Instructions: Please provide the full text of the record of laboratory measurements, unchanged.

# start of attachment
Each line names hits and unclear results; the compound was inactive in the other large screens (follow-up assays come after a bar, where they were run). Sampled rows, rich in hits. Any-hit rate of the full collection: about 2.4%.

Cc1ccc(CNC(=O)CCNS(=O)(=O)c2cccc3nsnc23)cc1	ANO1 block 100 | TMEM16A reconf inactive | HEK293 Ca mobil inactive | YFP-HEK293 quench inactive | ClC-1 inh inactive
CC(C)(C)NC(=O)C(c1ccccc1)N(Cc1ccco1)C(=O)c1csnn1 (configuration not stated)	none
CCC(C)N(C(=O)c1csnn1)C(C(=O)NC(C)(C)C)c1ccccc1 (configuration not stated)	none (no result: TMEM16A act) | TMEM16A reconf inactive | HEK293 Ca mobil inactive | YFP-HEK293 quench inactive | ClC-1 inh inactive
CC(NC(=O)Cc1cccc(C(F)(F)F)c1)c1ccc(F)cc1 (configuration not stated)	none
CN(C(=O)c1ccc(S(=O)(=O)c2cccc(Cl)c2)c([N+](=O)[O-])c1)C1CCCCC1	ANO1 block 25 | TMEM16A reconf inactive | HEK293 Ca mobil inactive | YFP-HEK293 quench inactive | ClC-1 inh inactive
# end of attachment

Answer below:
Each line names hits and unclear results; the compound was inactive in the other large screens (follow-up assays come after a bar, where they were run). Sampled rows, rich in hits. Any-hit rate of the full collection: about 2.4%.

Cc1ccc(CNC(=O)CCNS(=O)(=O)c2cccc3nsnc23)cc1	ANO1 block 100 | TMEM16A reconf inactive | HEK293 Ca mobil inactive | YFP-HEK293 quench inactive | ClC-1 inh inactive
CC(C)(C)NC(=O)C(c1ccccc1)N(Cc1ccco1)C(=O)c1csnn1 (configuration not stated)	none
CCC(C)N(C(=O)c1csnn1)C(C(=O)NC(C)(C)C)c1ccccc1 (configuration not stated)	none (no result: TMEM16A act) | TMEM16A reconf inactive | HEK293 Ca mobil inactive | YFP-HEK293 quench inactive | ClC-1 inh inactive
CC(NC(=O)Cc1cccc(C(F)(F)F)c1)c1ccc(F)cc1 (configuration not stated)	none
CN(C(=O)c1ccc(S(=O)(=O)c2cccc(Cl)c2)c([N+](=O)[O-])c1)C1CCCCC1	ANO1 block 25 | TMEM16A reconf inactive | HEK293 Ca mobil inactive | YFP-HEK293 quench inactive | ClC-1 inh inactive